This is a subject that cuts across partisan lines. Anyone can get the flu and if it's a virulent enough form of the virus, anyone can die from it. The little buggers don't really care who you vote for. It's our hope that bloggers from both sides of the aisle will take this opportunity to raise awareness about the possibility of a serious pandemic.

It may not happen. This time. But based on past performance there's an influenza pandemic every thirty years and we're overdue. Even if you don't get sick, a serious outbreak of a virulent form of influenza can cause serious disruption in our lives and communities. The best way to cope is to be informed and prepared. We have the recent experience of Katrina to remind us that "it probably won't happen here" is a dangerous assumption.

Since it went live late in June, the wiki has become the repository for a great deal of information ranging from links to pandemic plans from various levels of government, through essays on the science of influenza geared to the lay person to information on resources on how to prepare at the personal and community level. But we can always use more so feel free to add to the information base. That's what a wiki is for.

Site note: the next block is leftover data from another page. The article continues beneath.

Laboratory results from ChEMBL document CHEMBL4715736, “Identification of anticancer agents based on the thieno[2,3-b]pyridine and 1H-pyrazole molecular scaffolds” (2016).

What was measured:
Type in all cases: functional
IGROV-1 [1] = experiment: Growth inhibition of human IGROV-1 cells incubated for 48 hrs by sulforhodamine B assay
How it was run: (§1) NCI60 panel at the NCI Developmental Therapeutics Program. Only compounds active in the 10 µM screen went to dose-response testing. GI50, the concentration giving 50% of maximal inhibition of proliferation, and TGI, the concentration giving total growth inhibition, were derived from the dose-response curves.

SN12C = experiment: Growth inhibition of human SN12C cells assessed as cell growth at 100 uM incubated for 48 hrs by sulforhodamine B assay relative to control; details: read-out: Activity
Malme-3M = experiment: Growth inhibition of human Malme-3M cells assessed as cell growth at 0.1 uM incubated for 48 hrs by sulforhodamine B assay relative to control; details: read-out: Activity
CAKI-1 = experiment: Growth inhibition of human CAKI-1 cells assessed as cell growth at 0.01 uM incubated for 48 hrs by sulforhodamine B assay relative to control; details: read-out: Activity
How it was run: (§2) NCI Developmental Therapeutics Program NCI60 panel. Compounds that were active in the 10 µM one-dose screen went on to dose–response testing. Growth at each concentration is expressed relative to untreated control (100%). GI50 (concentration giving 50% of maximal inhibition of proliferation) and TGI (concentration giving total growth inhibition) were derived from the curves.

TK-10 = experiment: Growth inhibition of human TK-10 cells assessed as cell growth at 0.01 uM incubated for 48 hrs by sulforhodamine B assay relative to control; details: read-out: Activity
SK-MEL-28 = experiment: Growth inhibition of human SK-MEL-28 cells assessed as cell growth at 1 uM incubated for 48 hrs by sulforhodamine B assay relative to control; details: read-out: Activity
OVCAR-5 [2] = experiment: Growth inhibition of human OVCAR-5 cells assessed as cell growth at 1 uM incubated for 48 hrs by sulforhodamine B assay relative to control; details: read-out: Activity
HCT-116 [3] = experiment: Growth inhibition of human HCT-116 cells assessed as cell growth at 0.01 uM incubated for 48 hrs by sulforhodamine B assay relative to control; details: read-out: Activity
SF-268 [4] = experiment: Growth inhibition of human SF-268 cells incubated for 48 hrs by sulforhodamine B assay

There are also lots of other resources out there and part of the purpose of PFAW will be to bring those to the forefront.

And if you have Windows Media Player and you'd like to check out the accuracy of my Helen Branswell quote, you can view a presentation at the Wilson Center that features Branswell along with Dr. Michael Osterholm, Director of the Center for Infectious Disease Research and Policy.

Bloggers who want to participate are welcome to grab a copy of that logo or to link to my copy. I'll have more to say in October if not sooner.